January 13, 2018 / 6:52 PM / a year ago

Sportscaster Keith Jackson, voice of college football, dead at 89

* Said he exclaimed “Whoa, Nellie” only couple of times

* Part of first “Monday Night Football” broadcast crew

* Broadcast his first game in 1952

By Bill Trott

Jan 13 (Reuters) - Sportscaster Keith Jackson, who brought a folksy, excitable demeanor and down-home exclamations such as “Whoa, Nellie!” to 40 seasons of play-by-play calling as the authoritative voice of college football for ABC Sports, died at age 89, his employer ABC reported on Saturday.

The legendary sportscaster died late on Friday surrounded by family.

“For generations of fans, Keith Jackson was college football,” said Bob Iger, chairman and CEO of The Walt Disney Co , which owns ABC.

“When you heard his voice, you knew it was a big game. Keith was a true gentleman and a memorable presence. Our thoughts and prayers go out to his wife, Turi Ann, and his family,” Iger said.

Jackson’s work for ABC covered a wide range of sports and included 10 Olympics and 11 World Series but college football was his domain. At his peak, he was associated with the sport almost as strongly as any player or coach.

He presided over games with a rumbling baritone, a distinctive speaking rhythm, a trace of a Southern accent and a string of colloquialisms that made a Keith Jackson broadcast sound like no other.

In Jackson-speak, a talented player was a “hoss” and an even more talented player was a “hoss and a half.” Hulking offensive linemen were “the big uglies down in the trenches.”

He would describe an especially rough game as a “slobber knocker” in which the players were “rockin’ and a-sockin’ and a-whackin’ and a-crackin’.” He referred to the prestigious Rose Bowl game as “the granddaddy of them all” and when a player dropped the ball, Jackson would roar, “Fum-buuuul!”

The phrase he was most associated with - and the one used by anyone who ever did a Keith Jackson impersonation - was “Whoa, Nellie!” Jackson said he did not know why the exclamation was so closely tied to him.

“I never did use it that much, just a couple times ...,” he said in an interview with the website www.lostlettermen.com. “I don’t know how that thing got hung on me. The media likes to hang things on you and that was my bad luck, I guess.”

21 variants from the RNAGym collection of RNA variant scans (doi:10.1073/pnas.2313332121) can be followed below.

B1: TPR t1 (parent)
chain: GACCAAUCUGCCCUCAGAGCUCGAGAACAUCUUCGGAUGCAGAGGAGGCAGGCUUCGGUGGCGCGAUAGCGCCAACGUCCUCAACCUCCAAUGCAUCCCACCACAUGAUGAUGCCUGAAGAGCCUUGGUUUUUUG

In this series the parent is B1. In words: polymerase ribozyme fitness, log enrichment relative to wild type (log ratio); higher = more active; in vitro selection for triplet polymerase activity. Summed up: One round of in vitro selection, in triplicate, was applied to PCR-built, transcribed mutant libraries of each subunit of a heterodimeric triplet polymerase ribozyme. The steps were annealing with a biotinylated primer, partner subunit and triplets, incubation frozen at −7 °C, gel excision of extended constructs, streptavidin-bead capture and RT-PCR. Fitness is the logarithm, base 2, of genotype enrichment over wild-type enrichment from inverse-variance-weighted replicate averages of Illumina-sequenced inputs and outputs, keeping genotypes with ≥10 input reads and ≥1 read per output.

Some said Dick Lane, a Los Angeles sports broadcaster, was the original source of “Whoa, Nellie” but Jackson told the Los Angeles Times in 2013 that he borrowed it from his great-grandfather.

Jackson’s style evolved from advice he was once given - never be afraid to turn a phrase.

“The older I got, the more willing I was to go back into Southern vernacular because some of it’s funny,” he said in a 2014 interview with “Fox College Saturday.”

Jackson grew up near Carrollton, Georgia, picking cotton and plowing his poor family’s farm. After four years in the U.S. Marine Corps, he studied broadcasting at Washington State University and covered the school’s football games starting in 1952.

After graduating, Jackson worked both news and sports beats for a Seattle television station before joining ABC Radio in Los Angeles in 1965. The next year he moved to the network’s television branch and joined ABC’s college football broadcasting team.

Jackson switched his focus to the National Football League in 1970 as part of ABC’s “Monday Night Football” crew when it made its debut. Frank Gifford replaced him the next season.

But Jackson’s major interest was always college football.

“I think college football is a reflection of Middle America,” he told Sports Illustrated. “You go into a college football town and you will find three generations of a family sitting together. It’s a rallying point for the university, the community and the families.”

Critics said Jackson went too far as a booster of college football, looking past its scandals and controversies, such as not compensating players for the money their play brought in for their schools.

Jackson retired from ABC in 1988. But just a few months later the network coaxed him back with a schedule that would allow him to stay relatively close to his home in Sherman Oaks, California.

He retired for good at age 77 after calling the 2006 Rose Bowl in which Texas defeated Southern California for the national championship. “I don’t want to die in a stadium parking lot,” he told The New York Times.

Jackson met his wife at Washington State University and the couple had three children.

In 2014 Washington State renamed its broadcasting building after Jackson. (Writing and reporting by Bill Trott; Additional reporting by Barbara Goldberg in New York; Editing by David Gregorio)

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